Review: Since being touted as jazz's next big thing back in 2014, Moses Boyd has released very little music, though the few EPs he has put out have been uniformly superb. We'd expect plenty of hype around this debut album, but we can assure you it will be deserved. Boyd is a drummer by trade and it's the variety and quality of the rhythms - some framed by traditional jazz, others hip-hop, grime, dubstep, dancehall and Tony Allen style Afrobeat grooves - that really stand out, despite the presence of fuzzy, Fela Kuti style horn motifs, booming basslines, Juju guitar solos, liquid jazz-funk flourishes, dark trip-hop tropes and some suitably inspiring vocals. Boyd may have taken his time, but it was definitely worth the wait.
Review: The rightfully venerated John Coltrane recorded 'A Love Supreme' in one session in December 1964 at the famous Van Gelder Studios in New Jersey. He led a quartet that featured drummer Elvin Jones, bassist Jimmy Garrison and pianist McCoy Tyner and the results lead this to be one of Coltrane's best-selling and most critically acclaimed albums. Although 'Bluetrain' is often spoken about more often, many hold the four suites of this record to be his masterpiece. It is deep, spiritual and ranges from free jazz to hard bop with seamless transition. It is said the record had a lasting influence on the genre at large, as well as seeping into rock and beyond.
Review: Here's something to seriously set the pulse racing: a limited-edition quintuple "Brazil 45s" boxset curated by the effervescent DJ Format, and featuring ten tracks unearthed on his most recent crate-digging trip to South America. In keeping with his much-loved style, most of the material can be loosely described as "psyche break-beat", all of which was initially recorded and released in the 1960s and '70s. That means a blend of hallucinatory Brazilian funk and soul rich in sweaty, often densely layered drums, booming basslines, trippy vocals, eccentric production, mazy Hammond organ lines and rousing horns. The quality bar is set so high that picking individual highlights is tough; suffice to say, you need all ten tunes in your life (and in your record box).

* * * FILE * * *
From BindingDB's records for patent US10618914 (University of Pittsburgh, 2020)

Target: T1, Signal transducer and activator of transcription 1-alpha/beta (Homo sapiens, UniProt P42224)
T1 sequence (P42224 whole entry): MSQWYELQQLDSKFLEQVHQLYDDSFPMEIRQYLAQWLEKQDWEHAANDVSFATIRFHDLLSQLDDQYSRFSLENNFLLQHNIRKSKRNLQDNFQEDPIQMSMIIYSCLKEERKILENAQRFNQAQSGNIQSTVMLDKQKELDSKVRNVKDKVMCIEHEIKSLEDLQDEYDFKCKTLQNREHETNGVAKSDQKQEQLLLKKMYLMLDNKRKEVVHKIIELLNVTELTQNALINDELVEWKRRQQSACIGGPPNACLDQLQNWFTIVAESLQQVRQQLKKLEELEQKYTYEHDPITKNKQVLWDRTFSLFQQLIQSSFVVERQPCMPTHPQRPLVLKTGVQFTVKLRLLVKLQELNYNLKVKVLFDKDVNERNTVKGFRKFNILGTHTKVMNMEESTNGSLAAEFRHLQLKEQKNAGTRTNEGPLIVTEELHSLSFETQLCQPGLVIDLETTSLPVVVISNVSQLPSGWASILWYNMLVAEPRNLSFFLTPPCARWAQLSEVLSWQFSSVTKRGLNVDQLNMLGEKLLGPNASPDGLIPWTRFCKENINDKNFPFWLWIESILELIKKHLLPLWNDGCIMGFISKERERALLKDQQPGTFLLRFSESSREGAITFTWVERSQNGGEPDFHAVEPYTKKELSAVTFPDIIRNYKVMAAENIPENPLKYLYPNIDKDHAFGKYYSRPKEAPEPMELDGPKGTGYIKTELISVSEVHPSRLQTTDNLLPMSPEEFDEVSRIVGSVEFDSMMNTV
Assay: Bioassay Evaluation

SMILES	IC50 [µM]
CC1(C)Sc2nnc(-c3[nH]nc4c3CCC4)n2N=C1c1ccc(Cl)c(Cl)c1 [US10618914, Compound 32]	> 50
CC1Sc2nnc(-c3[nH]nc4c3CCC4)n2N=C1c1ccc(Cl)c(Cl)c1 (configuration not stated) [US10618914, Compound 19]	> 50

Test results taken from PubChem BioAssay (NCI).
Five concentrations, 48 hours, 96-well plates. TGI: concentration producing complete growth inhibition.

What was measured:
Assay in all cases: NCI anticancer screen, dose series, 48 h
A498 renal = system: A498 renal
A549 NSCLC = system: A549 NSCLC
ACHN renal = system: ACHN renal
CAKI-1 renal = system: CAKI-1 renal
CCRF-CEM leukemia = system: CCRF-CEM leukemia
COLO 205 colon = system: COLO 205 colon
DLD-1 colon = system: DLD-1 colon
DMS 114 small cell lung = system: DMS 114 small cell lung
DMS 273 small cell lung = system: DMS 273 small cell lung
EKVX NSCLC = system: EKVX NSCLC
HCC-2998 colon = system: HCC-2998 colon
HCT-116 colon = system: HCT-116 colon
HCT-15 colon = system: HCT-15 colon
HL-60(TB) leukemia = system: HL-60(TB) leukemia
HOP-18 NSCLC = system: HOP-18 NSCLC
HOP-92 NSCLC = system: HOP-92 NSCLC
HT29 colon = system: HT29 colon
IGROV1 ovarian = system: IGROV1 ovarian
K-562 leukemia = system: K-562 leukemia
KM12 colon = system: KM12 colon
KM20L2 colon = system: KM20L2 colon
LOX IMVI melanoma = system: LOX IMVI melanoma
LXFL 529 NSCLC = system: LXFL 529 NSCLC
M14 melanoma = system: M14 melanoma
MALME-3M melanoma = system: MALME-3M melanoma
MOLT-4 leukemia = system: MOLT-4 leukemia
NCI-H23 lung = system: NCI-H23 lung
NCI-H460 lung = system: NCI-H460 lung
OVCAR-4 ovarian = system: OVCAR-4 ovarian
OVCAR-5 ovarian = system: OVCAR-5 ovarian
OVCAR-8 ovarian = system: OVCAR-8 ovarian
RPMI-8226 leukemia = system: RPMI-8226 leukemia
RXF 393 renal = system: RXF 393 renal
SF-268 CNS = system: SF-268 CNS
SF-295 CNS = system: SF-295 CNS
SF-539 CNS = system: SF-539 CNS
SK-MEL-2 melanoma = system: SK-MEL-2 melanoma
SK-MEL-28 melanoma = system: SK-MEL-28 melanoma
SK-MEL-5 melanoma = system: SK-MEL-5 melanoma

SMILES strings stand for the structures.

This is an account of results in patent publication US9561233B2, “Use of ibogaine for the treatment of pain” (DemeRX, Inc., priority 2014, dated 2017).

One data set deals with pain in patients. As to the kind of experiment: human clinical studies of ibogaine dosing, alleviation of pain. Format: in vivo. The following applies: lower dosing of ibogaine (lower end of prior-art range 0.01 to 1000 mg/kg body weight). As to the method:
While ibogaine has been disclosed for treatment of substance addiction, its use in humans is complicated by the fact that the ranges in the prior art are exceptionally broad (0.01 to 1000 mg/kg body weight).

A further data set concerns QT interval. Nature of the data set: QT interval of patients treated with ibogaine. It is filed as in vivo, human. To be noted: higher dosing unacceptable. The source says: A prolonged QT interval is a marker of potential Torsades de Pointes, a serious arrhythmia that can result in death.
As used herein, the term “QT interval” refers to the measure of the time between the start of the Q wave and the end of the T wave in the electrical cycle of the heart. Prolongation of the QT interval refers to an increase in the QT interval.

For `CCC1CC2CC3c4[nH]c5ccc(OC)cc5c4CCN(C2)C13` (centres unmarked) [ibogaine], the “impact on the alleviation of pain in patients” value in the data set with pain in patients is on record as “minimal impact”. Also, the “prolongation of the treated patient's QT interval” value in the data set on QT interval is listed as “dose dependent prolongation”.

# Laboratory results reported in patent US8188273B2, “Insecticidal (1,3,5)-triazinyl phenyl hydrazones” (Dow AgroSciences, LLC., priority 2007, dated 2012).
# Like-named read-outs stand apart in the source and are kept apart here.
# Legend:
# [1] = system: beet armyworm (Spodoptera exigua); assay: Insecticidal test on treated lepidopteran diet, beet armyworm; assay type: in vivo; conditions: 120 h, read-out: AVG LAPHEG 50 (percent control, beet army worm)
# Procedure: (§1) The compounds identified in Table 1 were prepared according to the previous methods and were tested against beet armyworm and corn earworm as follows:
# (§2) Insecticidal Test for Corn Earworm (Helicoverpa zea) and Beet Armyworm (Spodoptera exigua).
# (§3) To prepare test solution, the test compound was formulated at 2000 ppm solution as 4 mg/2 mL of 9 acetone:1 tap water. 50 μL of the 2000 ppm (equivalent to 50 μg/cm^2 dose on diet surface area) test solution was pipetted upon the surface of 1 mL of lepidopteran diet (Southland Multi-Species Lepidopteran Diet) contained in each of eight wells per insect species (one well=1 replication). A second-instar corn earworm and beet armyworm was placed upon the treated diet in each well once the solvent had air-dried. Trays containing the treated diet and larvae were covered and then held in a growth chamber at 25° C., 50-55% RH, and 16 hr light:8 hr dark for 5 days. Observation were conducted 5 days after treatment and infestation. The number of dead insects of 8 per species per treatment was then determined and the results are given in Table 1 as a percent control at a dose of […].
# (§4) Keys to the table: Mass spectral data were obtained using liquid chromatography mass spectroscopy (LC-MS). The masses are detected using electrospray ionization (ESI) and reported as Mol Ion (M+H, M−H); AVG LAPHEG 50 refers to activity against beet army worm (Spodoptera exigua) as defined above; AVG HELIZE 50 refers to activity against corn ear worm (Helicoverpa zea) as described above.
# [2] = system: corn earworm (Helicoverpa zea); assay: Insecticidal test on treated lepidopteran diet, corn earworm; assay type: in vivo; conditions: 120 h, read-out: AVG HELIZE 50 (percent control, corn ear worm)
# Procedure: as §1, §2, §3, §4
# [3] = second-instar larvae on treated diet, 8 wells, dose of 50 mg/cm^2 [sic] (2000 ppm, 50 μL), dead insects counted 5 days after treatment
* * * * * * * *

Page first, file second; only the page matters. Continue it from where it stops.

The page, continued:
Review: Originally released in 1972, Frank Foster's The Loud Minority album was one of the legendary tenor saxophonist's most accessible and commercially successful albums. The album's many qualities were best exemplified by the title track, an effortlessly vibrant and effusive number that cannily mixed jazz-funk style solos and elements of modal, fusion and big-band jazz. This 7" single marks the epic, 14-minute piece's first appearance on a single, albeit heavily edited and split into two distinctive parts. The first (side A) is positive, cheery, undeniably funky, and underpinned with some killer drum-breaks. In contrast, the second is an exceedingly energetic and occasionally discordant affair, as Foster and his accomplices trade solos and build towards a breathless conclusion.
Review: Since it was first released in the collective's native Brazil in 1978, the self-titled debut album from Guilherme Coutinho E O Groupo Stalo has become a sought-after item amongst collectors of Latin jazz. This reissue - the first of any kind - proves why. Offering a mixture of samba-soaked Latin jazz rhythms, sweet vocals, spacey analogue synthesizer sounds, Azymuth style electric piano motifs, MPB style songwriting and Brazilian jazz-funk stylistic tropes, it's a joyously sunny and quirkily off-kilter affair that impresses from start to finish. Production wise it's a little loose and fuzzy round the edges, but that only adds to the album's obvious allure. Recommended!